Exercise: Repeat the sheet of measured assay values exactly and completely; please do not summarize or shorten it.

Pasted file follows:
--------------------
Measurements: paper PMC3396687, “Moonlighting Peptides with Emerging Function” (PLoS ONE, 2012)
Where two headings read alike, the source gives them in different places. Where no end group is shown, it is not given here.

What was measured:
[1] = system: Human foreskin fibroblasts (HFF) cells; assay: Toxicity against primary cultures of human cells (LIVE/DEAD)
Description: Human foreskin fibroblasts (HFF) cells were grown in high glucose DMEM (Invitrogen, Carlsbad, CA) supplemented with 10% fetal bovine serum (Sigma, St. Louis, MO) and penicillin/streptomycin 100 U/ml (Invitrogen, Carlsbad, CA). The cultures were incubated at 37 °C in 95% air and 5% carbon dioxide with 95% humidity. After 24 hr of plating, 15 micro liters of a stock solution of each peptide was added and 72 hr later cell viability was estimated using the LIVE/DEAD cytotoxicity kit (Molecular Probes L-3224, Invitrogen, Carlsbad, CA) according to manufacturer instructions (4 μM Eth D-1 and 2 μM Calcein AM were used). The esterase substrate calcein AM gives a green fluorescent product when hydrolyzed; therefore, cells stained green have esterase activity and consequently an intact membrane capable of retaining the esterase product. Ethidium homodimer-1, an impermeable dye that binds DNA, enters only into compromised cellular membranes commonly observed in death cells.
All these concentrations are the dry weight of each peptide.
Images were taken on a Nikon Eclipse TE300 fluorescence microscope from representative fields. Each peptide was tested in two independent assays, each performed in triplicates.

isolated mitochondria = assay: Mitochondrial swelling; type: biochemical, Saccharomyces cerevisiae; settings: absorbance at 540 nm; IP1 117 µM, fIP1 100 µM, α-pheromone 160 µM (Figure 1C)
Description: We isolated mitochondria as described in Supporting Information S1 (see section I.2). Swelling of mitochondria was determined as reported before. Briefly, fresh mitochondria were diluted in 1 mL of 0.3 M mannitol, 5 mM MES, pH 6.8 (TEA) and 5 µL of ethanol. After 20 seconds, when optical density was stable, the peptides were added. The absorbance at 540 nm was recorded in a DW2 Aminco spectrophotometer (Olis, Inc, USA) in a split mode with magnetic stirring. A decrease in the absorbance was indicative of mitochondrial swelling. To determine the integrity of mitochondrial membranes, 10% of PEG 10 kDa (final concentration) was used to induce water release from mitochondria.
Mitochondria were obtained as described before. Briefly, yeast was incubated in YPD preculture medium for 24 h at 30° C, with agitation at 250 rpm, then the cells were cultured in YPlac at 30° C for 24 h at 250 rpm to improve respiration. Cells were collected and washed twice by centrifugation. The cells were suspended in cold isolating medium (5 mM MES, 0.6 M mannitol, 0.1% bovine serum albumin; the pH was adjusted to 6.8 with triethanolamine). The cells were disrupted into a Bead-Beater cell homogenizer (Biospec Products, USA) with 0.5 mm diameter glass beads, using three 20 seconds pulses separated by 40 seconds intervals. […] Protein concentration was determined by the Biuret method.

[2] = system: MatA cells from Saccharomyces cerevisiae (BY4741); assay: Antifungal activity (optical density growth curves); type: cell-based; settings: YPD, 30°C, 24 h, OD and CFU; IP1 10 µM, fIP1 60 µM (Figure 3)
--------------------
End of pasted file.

Measurements: paper PMC3396687, “Moonlighting Peptides with Emerging Function” (PLoS ONE, 2012)
Where two headings read alike, the source gives them in different places. Where no end group is shown, it is not given here.

What was measured:
[1] = system: Human foreskin fibroblasts (HFF) cells; assay: Toxicity against primary cultures of human cells (LIVE/DEAD)
Description: Human foreskin fibroblasts (HFF) cells were grown in high glucose DMEM (Invitrogen, Carlsbad, CA) supplemented with 10% fetal bovine serum (Sigma, St. Louis, MO) and penicillin/streptomycin 100 U/ml (Invitrogen, Carlsbad, CA). The cultures were incubated at 37 °C in 95% air and 5% carbon dioxide with 95% humidity. After 24 hr of plating, 15 micro liters of a stock solution of each peptide was added and 72 hr later cell viability was estimated using the LIVE/DEAD cytotoxicity kit (Molecular Probes L-3224, Invitrogen, Carlsbad, CA) according to manufacturer instructions (4 μM Eth D-1 and 2 μM Calcein AM were used). The esterase substrate calcein AM gives a green fluorescent product when hydrolyzed; therefore, cells stained green have esterase activity and consequently an intact membrane capable of retaining the esterase product. Ethidium homodimer-1, an impermeable dye that binds DNA, enters only into compromised cellular membranes commonly observed in death cells.
All these concentrations are the dry weight of each peptide.
Images were taken on a Nikon Eclipse TE300 fluorescence microscope from representative fields. Each peptide was tested in two independent assays, each performed in triplicates.

isolated mitochondria = assay: Mitochondrial swelling; type: biochemical, Saccharomyces cerevisiae; settings: absorbance at 540 nm; IP1 117 µM, fIP1 100 µM, α-pheromone 160 µM (Figure 1C)
Description: We isolated mitochondria as described in Supporting Information S1 (see section I.2). Swelling of mitochondria was determined as reported before. Briefly, fresh mitochondria were diluted in 1 mL of 0.3 M mannitol, 5 mM MES, pH 6.8 (TEA) and 5 µL of ethanol. After 20 seconds, when optical density was stable, the peptides were added. The absorbance at 540 nm was recorded in a DW2 Aminco spectrophotometer (Olis, Inc, USA) in a split mode with magnetic stirring. A decrease in the absorbance was indicative of mitochondrial swelling. To determine the integrity of mitochondrial membranes, 10% of PEG 10 kDa (final concentration) was used to induce water release from mitochondria.
Mitochondria were obtained as described before. Briefly, yeast was incubated in YPD preculture medium for 24 h at 30° C, with agitation at 250 rpm, then the cells were cultured in YPlac at 30° C for 24 h at 250 rpm to improve respiration. Cells were collected and washed twice by centrifugation. The cells were suspended in cold isolating medium (5 mM MES, 0.6 M mannitol, 0.1% bovine serum albumin; the pH was adjusted to 6.8 with triethanolamine). The cells were disrupted into a Bead-Beater cell homogenizer (Biospec Products, USA) with 0.5 mm diameter glass beads, using three 20 seconds pulses separated by 40 seconds intervals. […] Protein concentration was determined by the Biuret method.

[2] = system: MatA cells from Saccharomyces cerevisiae (BY4741); assay: Antifungal activity (optical density growth curves); type: cell-based; settings: YPD, 30°C, 24 h, OD and CFU; IP1 10 µM, fIP1 60 µM (Figure 3)